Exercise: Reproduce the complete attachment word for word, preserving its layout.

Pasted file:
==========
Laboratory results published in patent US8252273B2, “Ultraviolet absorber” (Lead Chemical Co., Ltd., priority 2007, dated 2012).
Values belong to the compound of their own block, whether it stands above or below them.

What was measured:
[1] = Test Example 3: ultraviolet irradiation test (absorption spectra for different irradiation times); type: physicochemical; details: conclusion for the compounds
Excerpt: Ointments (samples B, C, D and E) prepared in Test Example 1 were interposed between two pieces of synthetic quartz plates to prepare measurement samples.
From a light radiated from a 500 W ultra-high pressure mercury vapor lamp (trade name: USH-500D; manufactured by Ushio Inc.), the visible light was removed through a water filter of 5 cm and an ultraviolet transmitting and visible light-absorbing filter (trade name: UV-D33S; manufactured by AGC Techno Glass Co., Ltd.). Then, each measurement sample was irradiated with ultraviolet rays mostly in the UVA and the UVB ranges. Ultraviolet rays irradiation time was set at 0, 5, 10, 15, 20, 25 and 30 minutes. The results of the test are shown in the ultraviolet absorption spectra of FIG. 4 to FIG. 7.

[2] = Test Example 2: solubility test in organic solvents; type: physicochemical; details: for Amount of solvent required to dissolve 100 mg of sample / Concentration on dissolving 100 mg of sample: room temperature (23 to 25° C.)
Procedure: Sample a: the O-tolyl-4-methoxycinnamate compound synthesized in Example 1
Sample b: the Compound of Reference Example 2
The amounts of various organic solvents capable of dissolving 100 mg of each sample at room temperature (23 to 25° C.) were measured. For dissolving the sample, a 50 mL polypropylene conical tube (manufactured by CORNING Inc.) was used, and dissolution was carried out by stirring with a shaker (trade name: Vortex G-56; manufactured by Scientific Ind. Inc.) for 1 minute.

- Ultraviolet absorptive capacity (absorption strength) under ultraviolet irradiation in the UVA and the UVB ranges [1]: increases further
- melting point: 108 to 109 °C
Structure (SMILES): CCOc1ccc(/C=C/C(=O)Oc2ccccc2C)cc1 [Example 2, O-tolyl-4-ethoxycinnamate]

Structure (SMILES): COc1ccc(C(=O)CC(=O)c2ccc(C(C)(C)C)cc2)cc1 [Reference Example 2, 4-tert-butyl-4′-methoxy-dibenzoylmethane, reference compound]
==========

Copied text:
Laboratory results published in patent US8252273B2, “Ultraviolet absorber” (Lead Chemical Co., Ltd., priority 2007, dated 2012).
Values belong to the compound of their own block, whether it stands above or below them.

What was measured:
[1] = Test Example 3: ultraviolet irradiation test (absorption spectra for different irradiation times); type: physicochemical; details: conclusion for the compounds
Excerpt: Ointments (samples B, C, D and E) prepared in Test Example 1 were interposed between two pieces of synthetic quartz plates to prepare measurement samples.
From a light radiated from a 500 W ultra-high pressure mercury vapor lamp (trade name: USH-500D; manufactured by Ushio Inc.), the visible light was removed through a water filter of 5 cm and an ultraviolet transmitting and visible light-absorbing filter (trade name: UV-D33S; manufactured by AGC Techno Glass Co., Ltd.). Then, each measurement sample was irradiated with ultraviolet rays mostly in the UVA and the UVB ranges. Ultraviolet rays irradiation time was set at 0, 5, 10, 15, 20, 25 and 30 minutes. The results of the test are shown in the ultraviolet absorption spectra of FIG. 4 to FIG. 7.

[2] = Test Example 2: solubility test in organic solvents; type: physicochemical; details: for Amount of solvent required to dissolve 100 mg of sample / Concentration on dissolving 100 mg of sample: room temperature (23 to 25° C.)
Procedure: Sample a: the O-tolyl-4-methoxycinnamate compound synthesized in Example 1
Sample b: the Compound of Reference Example 2
The amounts of various organic solvents capable of dissolving 100 mg of each sample at room temperature (23 to 25° C.) were measured. For dissolving the sample, a 50 mL polypropylene conical tube (manufactured by CORNING Inc.) was used, and dissolution was carried out by stirring with a shaker (trade name: Vortex G-56; manufactured by Scientific Ind. Inc.) for 1 minute.

- Ultraviolet absorptive capacity (absorption strength) under ultraviolet irradiation in the UVA and the UVB ranges [1]: increases further
- melting point: 108 to 109 °C
Structure (SMILES): CCOc1ccc(/C=C/C(=O)Oc2ccccc2C)cc1 [Example 2, O-tolyl-4-ethoxycinnamate]

Structure (SMILES): COc1ccc(C(=O)CC(=O)c2ccc(C(C)(C)C)cc2)cc1 [Reference Example 2, 4-tert-butyl-4′-methoxy-dibenzoylmethane, reference compound]